Bad security habits of consumers whose use of apps is skyrocketing is leading to increased risks for businesses as they ramp up their use of apps as well, says Neil Wu Becker, a global vice president at A10 networks, who emphasizes the need to enforce best practices.
"App usage has blended into lifestyles, and what that is starting to create is consumer ... behavior that is going into the actual workplace on work-issued devices, on corporate networks," Becker says in an interview with Information Security Media Group.
"That blend of behavior as users and employees needs to be closely scrutinized ... by businesses, leadership teams and IT organizations." That means organizations need to make a much greater effort to enforce security best practices for employees using apps on the job, he stresses (see: Wipro CISO Sunil Varkey on the Insider Threat).
Most organizations have not paid enough attention in trying to understand how human behavior factors into the security equation, Becker says. In the app space in particular, consumer behavior that is inadvertently seeping into work environments inherently lacks the due diligence and best practices that the organization otherwise should be enforcing, he says.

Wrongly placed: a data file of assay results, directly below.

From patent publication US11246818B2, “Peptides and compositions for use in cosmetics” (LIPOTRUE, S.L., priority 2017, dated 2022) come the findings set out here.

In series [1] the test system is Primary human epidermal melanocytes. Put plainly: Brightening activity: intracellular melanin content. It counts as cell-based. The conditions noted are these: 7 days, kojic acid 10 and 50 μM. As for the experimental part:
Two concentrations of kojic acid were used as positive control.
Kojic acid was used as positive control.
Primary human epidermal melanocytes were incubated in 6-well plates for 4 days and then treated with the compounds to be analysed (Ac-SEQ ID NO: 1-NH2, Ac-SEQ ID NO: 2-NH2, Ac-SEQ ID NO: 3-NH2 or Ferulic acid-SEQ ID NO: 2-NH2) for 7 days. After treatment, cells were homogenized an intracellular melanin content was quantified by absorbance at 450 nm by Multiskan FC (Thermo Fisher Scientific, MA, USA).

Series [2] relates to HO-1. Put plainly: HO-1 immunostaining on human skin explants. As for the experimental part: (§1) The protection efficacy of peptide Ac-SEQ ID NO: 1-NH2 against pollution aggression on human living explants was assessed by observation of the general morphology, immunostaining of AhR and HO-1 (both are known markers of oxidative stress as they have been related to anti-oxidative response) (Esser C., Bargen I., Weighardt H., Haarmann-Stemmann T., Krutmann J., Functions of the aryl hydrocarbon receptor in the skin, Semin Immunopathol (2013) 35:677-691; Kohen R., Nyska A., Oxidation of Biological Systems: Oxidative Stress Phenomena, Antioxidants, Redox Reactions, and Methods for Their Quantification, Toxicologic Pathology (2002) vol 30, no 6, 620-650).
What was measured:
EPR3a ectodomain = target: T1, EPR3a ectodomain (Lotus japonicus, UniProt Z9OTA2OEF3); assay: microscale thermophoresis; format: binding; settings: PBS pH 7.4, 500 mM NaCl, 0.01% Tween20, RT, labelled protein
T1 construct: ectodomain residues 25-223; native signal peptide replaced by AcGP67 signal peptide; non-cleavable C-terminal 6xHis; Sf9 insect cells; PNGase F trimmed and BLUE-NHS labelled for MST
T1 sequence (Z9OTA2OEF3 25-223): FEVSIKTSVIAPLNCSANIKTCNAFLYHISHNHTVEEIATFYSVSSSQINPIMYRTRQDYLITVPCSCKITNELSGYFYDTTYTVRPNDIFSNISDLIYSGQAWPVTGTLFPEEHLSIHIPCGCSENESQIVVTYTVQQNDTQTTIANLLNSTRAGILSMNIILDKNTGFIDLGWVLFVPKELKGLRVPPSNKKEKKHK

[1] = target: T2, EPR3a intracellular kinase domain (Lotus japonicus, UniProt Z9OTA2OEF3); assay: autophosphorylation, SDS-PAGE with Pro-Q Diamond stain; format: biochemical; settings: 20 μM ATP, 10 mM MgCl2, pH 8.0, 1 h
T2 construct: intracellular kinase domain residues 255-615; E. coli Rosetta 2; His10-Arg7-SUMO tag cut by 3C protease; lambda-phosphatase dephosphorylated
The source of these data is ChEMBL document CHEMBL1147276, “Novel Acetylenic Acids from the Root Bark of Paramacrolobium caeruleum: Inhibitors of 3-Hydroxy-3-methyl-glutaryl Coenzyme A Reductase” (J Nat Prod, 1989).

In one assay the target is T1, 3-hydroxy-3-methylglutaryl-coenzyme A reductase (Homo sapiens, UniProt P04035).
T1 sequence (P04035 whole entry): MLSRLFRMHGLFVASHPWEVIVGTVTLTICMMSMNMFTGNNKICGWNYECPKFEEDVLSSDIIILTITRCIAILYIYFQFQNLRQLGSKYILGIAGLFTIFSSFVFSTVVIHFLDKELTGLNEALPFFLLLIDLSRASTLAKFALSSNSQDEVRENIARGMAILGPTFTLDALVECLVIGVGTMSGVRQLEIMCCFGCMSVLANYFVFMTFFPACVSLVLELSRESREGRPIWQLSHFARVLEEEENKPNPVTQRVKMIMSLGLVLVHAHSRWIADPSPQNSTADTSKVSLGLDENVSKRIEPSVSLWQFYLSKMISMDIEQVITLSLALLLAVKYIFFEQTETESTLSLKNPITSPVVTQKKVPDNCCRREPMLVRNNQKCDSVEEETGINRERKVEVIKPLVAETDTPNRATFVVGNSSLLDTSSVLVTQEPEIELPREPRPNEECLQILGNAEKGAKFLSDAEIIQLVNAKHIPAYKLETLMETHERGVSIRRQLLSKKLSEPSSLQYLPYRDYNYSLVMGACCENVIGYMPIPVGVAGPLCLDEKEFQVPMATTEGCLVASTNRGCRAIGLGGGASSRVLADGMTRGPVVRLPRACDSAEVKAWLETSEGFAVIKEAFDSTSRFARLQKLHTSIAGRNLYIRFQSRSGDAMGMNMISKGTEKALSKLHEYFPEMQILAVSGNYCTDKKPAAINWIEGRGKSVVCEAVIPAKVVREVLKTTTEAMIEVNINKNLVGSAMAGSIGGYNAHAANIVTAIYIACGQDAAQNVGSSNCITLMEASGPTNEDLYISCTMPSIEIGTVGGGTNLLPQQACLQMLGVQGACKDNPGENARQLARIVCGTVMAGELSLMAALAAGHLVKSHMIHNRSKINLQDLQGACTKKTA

A10 Networks recently released a Application Intelligence Report analyzing the relationship between human behavior, security and applications, Becker says.
In the interview (see audio link below photo), Becker shares key findings from the report and also discusses:
- The blurring line that is bringing unsecure consumer behavior into corporate workspaces;
- How IT organizations need to react to this;
- Why IT and developers need to work together to build security into apps.
Becker, a former journalist, is the global vice president of worldwide marketing and communications at A10 Networks. Becker has extensive experience developing and managing strategic global communications plans for a broad spectrum of companies in the tech sector, from Fortune 100 firms to early-stage startups. He has more than 15 years of experience, and worked at Micron Technologies and at Cisco, prior to his current stint.